Handbook of Research on Teaching Literacy Through the Communicative and Visual Arts
James Flood, Shirley Brice Heath, and Diane Lapp, editors
This handbook brings together state-of-the-art research and practice on the evolving view of literacy as encompassing not only reading, writing, speaking, and listening, but also the multiple ways through which learners gain access to knowledge and skills. It forefronts as central to literacy education the visual, communicative, and performative arts, and the extent to which all of the technologies that have vastly expanded the meanings and uses of literacy originate and evolve through the skills and interests of the young.
In the years since the publication of the first volume of this handbook in 1997, visual and performative have come to be almost synonymous with communicative, and literacy research has come to encompass much more than decoding and encoding of verbal material. Literacy is now rarely spoken of in the singular or without descriptors such as “multimodal.” Along with this marked shift has come the widespread recognition that teachers and students have to become learners together. Volume II pushes the boundaries of literacy education through an interdisciplinary range of perceptions and approaches to multiple literacies in classrooms and between and beyond the niches of formal education. Contributions from leading literacy researchers from around the world are organized around four themes:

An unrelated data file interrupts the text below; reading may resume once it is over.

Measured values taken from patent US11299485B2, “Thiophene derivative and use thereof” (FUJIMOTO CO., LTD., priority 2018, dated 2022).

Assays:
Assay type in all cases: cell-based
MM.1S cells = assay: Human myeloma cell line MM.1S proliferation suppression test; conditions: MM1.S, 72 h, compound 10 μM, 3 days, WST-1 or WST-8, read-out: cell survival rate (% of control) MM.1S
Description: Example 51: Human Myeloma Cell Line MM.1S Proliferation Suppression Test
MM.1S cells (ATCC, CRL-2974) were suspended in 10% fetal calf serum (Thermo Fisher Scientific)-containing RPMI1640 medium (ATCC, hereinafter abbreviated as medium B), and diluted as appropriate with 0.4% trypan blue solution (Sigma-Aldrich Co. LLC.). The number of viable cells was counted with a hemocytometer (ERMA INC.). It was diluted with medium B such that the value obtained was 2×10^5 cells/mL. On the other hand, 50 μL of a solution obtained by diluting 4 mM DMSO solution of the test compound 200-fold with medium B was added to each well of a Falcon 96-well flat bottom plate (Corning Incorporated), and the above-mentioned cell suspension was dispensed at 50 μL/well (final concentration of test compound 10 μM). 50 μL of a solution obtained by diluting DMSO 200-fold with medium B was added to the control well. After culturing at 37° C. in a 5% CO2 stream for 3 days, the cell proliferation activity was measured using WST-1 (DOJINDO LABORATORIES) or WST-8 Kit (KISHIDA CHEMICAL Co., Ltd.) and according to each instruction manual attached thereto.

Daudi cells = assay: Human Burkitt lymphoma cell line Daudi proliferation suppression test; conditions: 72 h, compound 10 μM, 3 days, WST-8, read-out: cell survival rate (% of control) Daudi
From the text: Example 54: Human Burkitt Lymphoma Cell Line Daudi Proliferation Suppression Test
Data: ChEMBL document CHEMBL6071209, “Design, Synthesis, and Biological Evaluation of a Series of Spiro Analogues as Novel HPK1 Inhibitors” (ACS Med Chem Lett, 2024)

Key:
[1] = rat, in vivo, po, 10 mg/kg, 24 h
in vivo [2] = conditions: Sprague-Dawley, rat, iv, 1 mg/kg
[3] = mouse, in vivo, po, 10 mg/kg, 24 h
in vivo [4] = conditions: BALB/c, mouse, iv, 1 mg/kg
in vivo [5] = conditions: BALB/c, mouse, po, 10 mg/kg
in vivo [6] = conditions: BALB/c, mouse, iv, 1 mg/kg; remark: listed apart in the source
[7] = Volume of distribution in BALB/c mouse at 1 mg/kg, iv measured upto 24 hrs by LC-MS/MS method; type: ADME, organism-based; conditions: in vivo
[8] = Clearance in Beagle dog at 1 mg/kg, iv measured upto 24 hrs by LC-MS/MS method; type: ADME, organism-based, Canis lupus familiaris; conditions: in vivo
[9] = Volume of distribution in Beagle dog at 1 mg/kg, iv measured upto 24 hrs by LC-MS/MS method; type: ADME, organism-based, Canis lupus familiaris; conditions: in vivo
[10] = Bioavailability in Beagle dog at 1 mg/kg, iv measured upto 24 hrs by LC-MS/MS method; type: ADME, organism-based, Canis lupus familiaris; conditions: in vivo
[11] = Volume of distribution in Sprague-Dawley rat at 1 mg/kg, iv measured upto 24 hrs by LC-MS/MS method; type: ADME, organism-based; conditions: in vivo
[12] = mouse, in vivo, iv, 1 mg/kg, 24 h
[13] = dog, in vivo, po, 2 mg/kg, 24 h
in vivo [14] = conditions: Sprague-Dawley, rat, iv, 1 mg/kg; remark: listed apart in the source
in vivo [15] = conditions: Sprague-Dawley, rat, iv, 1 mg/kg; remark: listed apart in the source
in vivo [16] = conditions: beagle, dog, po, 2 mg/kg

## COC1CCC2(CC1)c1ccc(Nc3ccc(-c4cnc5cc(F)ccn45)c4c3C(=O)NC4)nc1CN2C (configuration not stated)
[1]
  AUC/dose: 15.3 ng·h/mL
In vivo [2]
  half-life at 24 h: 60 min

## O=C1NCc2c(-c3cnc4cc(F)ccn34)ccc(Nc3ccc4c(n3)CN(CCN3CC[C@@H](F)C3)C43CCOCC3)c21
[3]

- Historical and theoretical foundations
- Methods of inquiry in the communicative, visual, and performative arts
- Family and communicative contexts in the communicative,visual, and performing arts
- Into the language arts classroom through the visual and communicative Arts
This volume retains the “Voices From the Field” feature — the view of practitioners and artists alike — from the 1997 handbook. However, in recognition of the fact that increasingly we are all “in the field” — inquiring and practicing at the same time — in Volume II these “voices” are interspersed throughout the four sections.
Overall, Volume II speaks to the urgent need for educators to explore, value, and incorporate into their own ways of knowing and doing the visual, communicative, and performative arts as central to literacy education, and to keep a sustained and consistent focus on equity and on the freedoms that are fundamental to the human spirit and critical to the future of investigating, analyzing, assessing, and transmitting the what and how of learning and literacy.
A project of the International Reading Association, published and distributed by Routledge/Taylor & Francis
© 2008 | 936 pp.
ISBN 13: 978-0805857009